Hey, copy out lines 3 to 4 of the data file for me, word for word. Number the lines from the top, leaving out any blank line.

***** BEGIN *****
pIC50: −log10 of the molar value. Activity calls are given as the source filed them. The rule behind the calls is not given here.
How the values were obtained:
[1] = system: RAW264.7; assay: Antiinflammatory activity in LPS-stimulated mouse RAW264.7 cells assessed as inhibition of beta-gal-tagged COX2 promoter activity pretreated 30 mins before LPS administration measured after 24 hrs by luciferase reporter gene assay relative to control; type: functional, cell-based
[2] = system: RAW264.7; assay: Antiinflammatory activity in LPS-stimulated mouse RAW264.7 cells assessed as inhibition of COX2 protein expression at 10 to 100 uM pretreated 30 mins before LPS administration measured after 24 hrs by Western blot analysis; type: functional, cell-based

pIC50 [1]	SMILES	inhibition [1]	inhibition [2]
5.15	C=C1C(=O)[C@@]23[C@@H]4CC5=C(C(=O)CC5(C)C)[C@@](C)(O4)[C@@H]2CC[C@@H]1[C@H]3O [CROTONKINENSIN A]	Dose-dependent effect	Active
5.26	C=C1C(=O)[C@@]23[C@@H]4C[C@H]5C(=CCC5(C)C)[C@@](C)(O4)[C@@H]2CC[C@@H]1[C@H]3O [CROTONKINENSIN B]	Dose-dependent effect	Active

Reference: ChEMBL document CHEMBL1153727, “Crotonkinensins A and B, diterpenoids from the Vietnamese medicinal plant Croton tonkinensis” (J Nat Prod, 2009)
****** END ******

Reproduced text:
[1] = system: RAW264.7; assay: Antiinflammatory activity in LPS-stimulated mouse RAW264.7 cells assessed as inhibition of beta-gal-tagged COX2 promoter activity pretreated 30 mins before LPS administration measured after 24 hrs by luciferase reporter gene assay relative to control; type: functional, cell-based
[2] = system: RAW264.7; assay: Antiinflammatory activity in LPS-stimulated mouse RAW264.7 cells assessed as inhibition of COX2 protein expression at 10 to 100 uM pretreated 30 mins before LPS administration measured after 24 hrs by Western blot analysis; type: functional, cell-based